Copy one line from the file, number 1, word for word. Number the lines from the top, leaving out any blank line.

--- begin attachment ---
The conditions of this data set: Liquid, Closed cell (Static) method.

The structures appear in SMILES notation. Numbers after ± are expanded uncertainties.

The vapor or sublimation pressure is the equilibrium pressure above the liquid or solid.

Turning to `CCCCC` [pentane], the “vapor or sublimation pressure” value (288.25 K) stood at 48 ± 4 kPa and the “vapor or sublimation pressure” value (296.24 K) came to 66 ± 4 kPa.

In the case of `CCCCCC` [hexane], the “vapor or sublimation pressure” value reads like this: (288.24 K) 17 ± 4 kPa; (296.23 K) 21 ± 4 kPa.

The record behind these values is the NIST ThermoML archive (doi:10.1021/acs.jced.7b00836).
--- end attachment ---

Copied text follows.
The conditions of this data set: Liquid, Closed cell (Static) method.